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Energy Market Update: March 5, 2020

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The existing correlation between electricity prices (particularly in the Eastern U.S.) and NYMEX natural gas markets appears to be growing stronger by the day, creating new patterns in the market. Direct Energy Business Strategist Tim Bigler tackles these trends in this week’s Energy Market Update.

Current NYMEX prices for natural gas are significantly below where they were one year ago. They are even lower, in fact, than the record-setting lows we saw in December 2019. The very same contracts that were selling for over $3/MMBtu this time last year are now closer to the $2.00 mark, with liquidity only decreasing after 2025 and contracts only reclaiming $3.00 as far out as 2028. 

Given that gas is unusually cheap at the moment, Energy Market Update followers might expect electricity prices to be dropping alongside it. This is true almost across the board, with ERCOT representing an exception due to ongoing reserve margin issues in Texas.

Elsewhere, however, buyers can breathe easy. In Northern California, a dramatic reshuffling of calendar strip prices has taken place. Whereas two years ago, in March 2018, calendar prices for 2019 through 2026 were spread from as low as $32/MWh to as high as $45, prices for those same calendar years (excluding those which have expired) are today clustered between $33 and $35. So not only have all contracts as far out as six years in the future condensed into a narrow price range, but the range into which they’ve fallen is close to a two-year low for electricity in this region. An almost identical scenario appears to be unfolding in Southern California.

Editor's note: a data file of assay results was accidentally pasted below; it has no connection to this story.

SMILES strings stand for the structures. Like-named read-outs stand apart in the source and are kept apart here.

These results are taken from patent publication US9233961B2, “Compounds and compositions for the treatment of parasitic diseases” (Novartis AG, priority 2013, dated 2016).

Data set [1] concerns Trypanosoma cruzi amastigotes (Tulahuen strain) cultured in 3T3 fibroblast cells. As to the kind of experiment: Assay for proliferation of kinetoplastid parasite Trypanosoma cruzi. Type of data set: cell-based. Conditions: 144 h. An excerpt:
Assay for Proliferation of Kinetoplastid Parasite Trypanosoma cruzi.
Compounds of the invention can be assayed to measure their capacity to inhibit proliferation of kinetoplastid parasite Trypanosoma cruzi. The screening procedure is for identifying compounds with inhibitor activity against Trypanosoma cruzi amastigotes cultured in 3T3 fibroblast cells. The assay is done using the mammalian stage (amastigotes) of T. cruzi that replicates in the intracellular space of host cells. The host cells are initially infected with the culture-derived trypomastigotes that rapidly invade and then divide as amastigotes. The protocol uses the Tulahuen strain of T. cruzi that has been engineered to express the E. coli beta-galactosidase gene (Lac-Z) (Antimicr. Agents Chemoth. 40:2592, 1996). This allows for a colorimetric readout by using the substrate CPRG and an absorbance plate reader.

While low gas prices (along with increased presence of renewable energy) are creating a buyer’s market out west, it’s important to remember that an event like a drought or heat wave could reshuffle the markets yet again, and potentially not to buyers’ benefit.

Across the continent in New England, changes (albeit less dramatic ones) are also afoot. The same basic pattern we’re seeing in California is replicated here, although NEPOOL prices two years ago were already clustered and have remained, dropping from the $40/MWh range closer to $35, where they sit now. This is in part because gas prices tend to affect electricity in New England quite directly, but also because liquefied natural gas (LNG) capacity in the region is high.

In addition, states like Massachusetts are embracing solar energy, which may result in a so-called “duck curve”, in which abundant solar energy depresses demand during the day but runs out by the evening hours, when demand peaks. The growing popularity of solar and wind will no doubt continue to pose interesting problems for the industry, even as they cut down on the consumption of and need for fossil fuels.


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Posted: March 05, 2020